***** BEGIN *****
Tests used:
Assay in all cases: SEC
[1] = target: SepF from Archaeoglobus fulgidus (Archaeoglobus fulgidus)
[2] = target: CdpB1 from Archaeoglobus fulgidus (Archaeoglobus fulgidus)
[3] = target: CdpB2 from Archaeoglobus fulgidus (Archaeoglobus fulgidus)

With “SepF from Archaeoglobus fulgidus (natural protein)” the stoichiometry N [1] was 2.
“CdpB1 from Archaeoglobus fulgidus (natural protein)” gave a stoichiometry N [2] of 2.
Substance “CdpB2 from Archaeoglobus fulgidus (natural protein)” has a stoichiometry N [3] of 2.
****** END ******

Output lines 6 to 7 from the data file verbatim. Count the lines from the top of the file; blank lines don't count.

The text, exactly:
With “SepF from Archaeoglobus fulgidus (natural protein)” the stoichiometry N [1] was 2.
“CdpB1 from Archaeoglobus fulgidus (natural protein)” gave a stoichiometry N [2] of 2.